Iraq bombs target pilgrims, kill 32
Two car bombs targeting Shiite pilgrims in Baghdad killed at least 32 people and wounded dozens more on Saturday, marring the peak day of commemorations for a revered Shiite imam.
- Published: 16/06/2012 at 08:45 PM
- Newspaper section: breakingnews
An interior ministry official said a car bomb exploded at about 12:15pm on a highway near Shuala in the Iraqi capital, killing 14 people and wounding 32, while a second car bomb exploded at the Aden intersection near Kadhimiyah about 2pm, killing 18 people and wounding 36.
A medical source said Baghdad hospitals had received nine bodies and 47 wounded people from the first attack, and 25 bodies and 105 wounded from the second.
The attacks came as tens of thousands of Shiite pilgrims flocked to the Kadhimiyah area of the city for the climax of commemorations marking the death in 799 of Imam Musa Kadhim, the seventh of 12 revered imams.
Fadhel al-Anbari, secretary general of the Imam Kadhim shrine, said at a news conference that a total of six million people had participated in the commemorations, which began about a week ago.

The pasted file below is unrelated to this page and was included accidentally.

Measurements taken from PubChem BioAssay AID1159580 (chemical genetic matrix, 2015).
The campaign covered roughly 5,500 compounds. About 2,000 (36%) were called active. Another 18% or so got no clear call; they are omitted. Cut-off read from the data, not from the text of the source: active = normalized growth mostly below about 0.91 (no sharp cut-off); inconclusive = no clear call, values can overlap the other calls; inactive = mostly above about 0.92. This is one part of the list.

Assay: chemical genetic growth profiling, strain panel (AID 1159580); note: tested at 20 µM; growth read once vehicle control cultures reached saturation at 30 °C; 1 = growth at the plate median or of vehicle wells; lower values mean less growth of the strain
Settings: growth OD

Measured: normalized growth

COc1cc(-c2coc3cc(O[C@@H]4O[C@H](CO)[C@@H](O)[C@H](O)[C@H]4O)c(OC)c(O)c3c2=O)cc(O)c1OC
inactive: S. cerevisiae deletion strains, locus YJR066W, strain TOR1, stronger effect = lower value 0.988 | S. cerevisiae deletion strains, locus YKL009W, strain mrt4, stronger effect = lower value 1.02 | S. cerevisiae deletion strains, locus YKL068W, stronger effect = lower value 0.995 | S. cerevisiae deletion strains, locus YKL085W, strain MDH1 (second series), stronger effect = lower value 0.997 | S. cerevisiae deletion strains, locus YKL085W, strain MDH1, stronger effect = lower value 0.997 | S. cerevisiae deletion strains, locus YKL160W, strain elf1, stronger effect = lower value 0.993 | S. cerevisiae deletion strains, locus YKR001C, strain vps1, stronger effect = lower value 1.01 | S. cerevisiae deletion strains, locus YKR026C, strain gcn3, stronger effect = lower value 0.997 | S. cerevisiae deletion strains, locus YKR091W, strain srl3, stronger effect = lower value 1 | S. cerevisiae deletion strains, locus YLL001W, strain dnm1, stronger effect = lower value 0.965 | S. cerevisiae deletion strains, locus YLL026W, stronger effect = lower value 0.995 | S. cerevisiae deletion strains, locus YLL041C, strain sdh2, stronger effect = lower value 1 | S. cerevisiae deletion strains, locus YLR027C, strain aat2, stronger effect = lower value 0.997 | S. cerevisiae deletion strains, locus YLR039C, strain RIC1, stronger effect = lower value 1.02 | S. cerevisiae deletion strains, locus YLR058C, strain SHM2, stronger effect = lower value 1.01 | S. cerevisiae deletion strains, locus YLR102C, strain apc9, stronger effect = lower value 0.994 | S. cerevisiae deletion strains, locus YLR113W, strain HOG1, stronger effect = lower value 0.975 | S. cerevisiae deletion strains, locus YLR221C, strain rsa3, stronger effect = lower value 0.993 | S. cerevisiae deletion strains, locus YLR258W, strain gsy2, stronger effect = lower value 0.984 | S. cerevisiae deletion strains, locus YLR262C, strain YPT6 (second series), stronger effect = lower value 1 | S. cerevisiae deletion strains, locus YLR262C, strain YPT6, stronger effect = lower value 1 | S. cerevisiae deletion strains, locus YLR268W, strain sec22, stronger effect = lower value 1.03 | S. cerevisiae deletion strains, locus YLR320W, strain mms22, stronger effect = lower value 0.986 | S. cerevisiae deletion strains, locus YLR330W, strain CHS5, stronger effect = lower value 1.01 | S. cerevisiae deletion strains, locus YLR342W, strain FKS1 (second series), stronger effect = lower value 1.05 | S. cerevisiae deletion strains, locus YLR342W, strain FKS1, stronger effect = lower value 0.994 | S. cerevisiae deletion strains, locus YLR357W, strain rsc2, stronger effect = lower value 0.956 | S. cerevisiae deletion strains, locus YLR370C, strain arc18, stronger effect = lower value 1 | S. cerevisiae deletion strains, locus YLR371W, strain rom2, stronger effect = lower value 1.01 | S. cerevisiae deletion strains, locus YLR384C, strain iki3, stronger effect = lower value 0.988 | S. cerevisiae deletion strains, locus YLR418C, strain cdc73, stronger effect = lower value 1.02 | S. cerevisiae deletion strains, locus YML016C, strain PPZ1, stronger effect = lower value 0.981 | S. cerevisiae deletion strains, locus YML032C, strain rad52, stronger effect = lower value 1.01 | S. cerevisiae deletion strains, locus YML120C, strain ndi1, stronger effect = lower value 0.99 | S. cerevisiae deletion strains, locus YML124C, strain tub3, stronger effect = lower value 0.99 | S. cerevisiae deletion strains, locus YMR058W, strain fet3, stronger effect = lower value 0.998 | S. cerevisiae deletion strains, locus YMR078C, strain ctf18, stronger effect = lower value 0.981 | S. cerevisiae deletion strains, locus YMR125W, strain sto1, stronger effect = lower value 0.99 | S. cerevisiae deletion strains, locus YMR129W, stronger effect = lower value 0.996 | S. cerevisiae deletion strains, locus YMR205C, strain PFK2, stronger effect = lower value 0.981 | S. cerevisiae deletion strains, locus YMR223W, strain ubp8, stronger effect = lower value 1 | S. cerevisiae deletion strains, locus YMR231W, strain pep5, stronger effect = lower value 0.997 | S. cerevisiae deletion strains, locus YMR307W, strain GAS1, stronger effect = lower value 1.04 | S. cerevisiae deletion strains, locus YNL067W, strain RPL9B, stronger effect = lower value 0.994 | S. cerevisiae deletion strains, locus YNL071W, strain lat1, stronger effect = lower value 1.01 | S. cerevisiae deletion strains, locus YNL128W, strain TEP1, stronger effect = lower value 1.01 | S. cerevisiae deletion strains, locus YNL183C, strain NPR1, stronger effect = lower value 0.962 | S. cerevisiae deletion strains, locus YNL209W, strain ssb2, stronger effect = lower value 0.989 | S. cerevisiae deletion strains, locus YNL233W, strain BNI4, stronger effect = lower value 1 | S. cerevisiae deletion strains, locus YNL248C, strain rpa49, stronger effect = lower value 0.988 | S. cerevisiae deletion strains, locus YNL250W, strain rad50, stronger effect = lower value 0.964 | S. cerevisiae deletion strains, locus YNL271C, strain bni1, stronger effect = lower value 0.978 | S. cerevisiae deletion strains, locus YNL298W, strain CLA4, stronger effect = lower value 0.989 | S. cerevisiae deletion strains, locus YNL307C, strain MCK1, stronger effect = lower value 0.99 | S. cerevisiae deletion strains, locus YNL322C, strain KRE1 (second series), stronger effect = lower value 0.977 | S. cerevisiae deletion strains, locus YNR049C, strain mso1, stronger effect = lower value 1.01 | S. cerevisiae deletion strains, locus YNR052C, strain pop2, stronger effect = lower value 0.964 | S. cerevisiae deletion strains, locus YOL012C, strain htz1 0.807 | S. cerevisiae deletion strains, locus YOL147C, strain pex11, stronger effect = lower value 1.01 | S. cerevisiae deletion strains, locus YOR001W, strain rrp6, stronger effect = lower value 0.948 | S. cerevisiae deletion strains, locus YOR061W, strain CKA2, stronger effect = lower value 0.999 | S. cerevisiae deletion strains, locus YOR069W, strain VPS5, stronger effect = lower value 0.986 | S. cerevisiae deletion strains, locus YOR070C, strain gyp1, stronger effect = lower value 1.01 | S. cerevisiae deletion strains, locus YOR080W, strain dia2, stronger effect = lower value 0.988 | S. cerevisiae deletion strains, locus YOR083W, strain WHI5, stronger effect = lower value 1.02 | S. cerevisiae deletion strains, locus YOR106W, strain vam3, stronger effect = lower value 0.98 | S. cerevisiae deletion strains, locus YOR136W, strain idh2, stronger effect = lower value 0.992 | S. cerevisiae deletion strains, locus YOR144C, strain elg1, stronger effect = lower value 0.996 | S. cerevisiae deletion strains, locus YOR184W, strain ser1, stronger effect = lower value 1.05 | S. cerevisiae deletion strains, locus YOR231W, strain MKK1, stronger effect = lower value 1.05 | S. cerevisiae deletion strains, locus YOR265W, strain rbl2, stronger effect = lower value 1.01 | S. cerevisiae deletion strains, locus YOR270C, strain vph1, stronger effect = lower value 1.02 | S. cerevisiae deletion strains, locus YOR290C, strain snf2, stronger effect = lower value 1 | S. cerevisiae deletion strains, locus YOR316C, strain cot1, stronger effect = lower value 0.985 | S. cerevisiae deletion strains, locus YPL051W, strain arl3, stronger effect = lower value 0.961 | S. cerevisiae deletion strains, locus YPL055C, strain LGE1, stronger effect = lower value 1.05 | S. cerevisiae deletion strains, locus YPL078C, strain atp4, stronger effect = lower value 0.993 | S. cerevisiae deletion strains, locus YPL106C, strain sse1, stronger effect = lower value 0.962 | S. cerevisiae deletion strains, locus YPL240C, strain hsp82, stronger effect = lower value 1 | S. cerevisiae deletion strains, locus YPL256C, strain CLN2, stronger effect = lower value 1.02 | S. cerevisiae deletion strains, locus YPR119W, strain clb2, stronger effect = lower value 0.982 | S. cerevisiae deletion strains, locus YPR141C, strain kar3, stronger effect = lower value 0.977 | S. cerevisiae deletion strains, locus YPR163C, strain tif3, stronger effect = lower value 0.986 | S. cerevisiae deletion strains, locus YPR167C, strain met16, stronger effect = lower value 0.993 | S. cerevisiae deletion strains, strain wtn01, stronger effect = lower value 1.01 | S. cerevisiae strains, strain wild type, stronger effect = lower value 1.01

On Wednesday, 72 people were killed and more than 250 wounded in bomb and gun attacks across the country, with Al-Qaeda's local affiliate, the Islamic State of Iraq, claiming responsibility.
Shiite pilgrimages were prohibited under the rule of Saddam Hussein, but they have attracted huge numbers of people in the years since his overthrow in 2003.
Along with the security forces, the Shiite majority in Iraq has been a main target of Sunni Arab armed groups since the fall of Saddam's Sunni-dominated regime.
Violence has declined dramatically since the 2006-2007 peak of sectarian bloodshed, but attacks remain common, especially in Baghdad. A total of 132 Iraqis were killed in May, official figures show.
About the author
- Writer: AFP
- Position: News agency